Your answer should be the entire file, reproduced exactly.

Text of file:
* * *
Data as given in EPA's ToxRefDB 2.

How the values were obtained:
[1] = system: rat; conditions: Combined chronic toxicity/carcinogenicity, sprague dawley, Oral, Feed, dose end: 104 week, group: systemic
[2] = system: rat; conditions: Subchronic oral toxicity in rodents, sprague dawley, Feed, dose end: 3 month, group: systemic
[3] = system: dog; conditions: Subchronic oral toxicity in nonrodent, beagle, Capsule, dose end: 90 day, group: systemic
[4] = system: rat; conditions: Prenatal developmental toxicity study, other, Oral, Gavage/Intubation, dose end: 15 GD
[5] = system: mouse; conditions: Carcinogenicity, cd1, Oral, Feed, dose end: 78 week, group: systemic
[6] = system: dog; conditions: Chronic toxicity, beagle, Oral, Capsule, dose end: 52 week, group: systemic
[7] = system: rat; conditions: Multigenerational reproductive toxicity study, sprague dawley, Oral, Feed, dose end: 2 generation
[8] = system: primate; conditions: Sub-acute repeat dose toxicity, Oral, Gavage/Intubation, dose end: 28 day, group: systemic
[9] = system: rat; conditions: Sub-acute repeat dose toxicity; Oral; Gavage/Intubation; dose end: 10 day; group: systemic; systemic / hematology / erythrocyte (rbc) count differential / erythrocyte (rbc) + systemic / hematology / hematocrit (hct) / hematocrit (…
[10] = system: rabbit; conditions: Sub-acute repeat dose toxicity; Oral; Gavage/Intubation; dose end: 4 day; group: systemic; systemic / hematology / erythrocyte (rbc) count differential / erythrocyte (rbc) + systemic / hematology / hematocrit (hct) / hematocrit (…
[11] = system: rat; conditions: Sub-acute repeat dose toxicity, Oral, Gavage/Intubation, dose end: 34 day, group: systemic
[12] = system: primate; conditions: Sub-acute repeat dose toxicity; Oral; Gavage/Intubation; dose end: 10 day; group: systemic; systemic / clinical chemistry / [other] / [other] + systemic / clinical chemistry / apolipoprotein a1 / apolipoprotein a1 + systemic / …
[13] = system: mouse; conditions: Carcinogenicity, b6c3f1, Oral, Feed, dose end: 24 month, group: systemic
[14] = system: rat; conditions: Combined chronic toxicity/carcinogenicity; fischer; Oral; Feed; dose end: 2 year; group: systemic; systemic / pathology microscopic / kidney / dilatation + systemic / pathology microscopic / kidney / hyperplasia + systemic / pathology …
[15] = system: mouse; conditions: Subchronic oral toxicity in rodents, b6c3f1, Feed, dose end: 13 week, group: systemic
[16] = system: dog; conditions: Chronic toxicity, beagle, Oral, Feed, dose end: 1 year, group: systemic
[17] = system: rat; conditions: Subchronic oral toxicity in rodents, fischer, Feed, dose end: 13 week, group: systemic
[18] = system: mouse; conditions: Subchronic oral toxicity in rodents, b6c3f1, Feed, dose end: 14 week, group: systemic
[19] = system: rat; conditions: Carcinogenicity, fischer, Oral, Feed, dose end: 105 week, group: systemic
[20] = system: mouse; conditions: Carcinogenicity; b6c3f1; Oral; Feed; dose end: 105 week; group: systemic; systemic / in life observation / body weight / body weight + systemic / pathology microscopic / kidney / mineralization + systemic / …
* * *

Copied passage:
Data as given in EPA's ToxRefDB 2.

How the values were obtained:
[1] = system: rat; conditions: Combined chronic toxicity/carcinogenicity, sprague dawley, Oral, Feed, dose end: 104 week, group: systemic
[2] = system: rat; conditions: Subchronic oral toxicity in rodents, sprague dawley, Feed, dose end: 3 month, group: systemic
[3] = system: dog; conditions: Subchronic oral toxicity in nonrodent, beagle, Capsule, dose end: 90 day, group: systemic
[4] = system: rat; conditions: Prenatal developmental toxicity study, other, Oral, Gavage/Intubation, dose end: 15 GD
[5] = system: mouse; conditions: Carcinogenicity, cd1, Oral, Feed, dose end: 78 week, group: systemic
[6] = system: dog; conditions: Chronic toxicity, beagle, Oral, Capsule, dose end: 52 week, group: systemic
[7] = system: rat; conditions: Multigenerational reproductive toxicity study, sprague dawley, Oral, Feed, dose end: 2 generation
[8] = system: primate; conditions: Sub-acute repeat dose toxicity, Oral, Gavage/Intubation, dose end: 28 day, group: systemic
[9] = system: rat; conditions: Sub-acute repeat dose toxicity; Oral; Gavage/Intubation; dose end: 10 day; group: systemic; systemic / hematology / erythrocyte (rbc) count differential / erythrocyte (rbc) + systemic / hematology / hematocrit (hct) / hematocrit (…
[10] = system: rabbit; conditions: Sub-acute repeat dose toxicity; Oral; Gavage/Intubation; dose end: 4 day; group: systemic; systemic / hematology / erythrocyte (rbc) count differential / erythrocyte (rbc) + systemic / hematology / hematocrit (hct) / hematocrit (…
[11] = system: rat; conditions: Sub-acute repeat dose toxicity, Oral, Gavage/Intubation, dose end: 34 day, group: systemic
[12] = system: primate; conditions: Sub-acute repeat dose toxicity; Oral; Gavage/Intubation; dose end: 10 day; group: systemic; systemic / clinical chemistry / [other] / [other] + systemic / clinical chemistry / apolipoprotein a1 / apolipoprotein a1 + systemic / …
[13] = system: mouse; conditions: Carcinogenicity, b6c3f1, Oral, Feed, dose end: 24 month, group: systemic
[14] = system: rat; conditions: Combined chronic toxicity/carcinogenicity; fischer; Oral; Feed; dose end: 2 year; group: systemic; systemic / pathology microscopic / kidney / dilatation + systemic / pathology microscopic / kidney / hyperplasia + systemic / pathology …
[15] = system: mouse; conditions: Subchronic oral toxicity in rodents, b6c3f1, Feed, dose end: 13 week, group: systemic
[16] = system: dog; conditions: Chronic toxicity, beagle, Oral, Feed, dose end: 1 year, group: systemic
[17] = system: rat; conditions: Subchronic oral toxicity in rodents, fischer, Feed, dose end: 13 week, group: systemic
[18] = system: mouse; conditions: Subchronic oral toxicity in rodents, b6c3f1, Feed, dose end: 14 week, group: systemic
[19] = system: rat; conditions: Carcinogenicity, fischer, Oral, Feed, dose end: 105 week, group: systemic
[20] = system: mouse; conditions: Carcinogenicity; b6c3f1; Oral; Feed; dose end: 105 week; group: systemic; systemic / in life observation / body weight / body weight + systemic / pathology microscopic / kidney / mineralization + systemic / …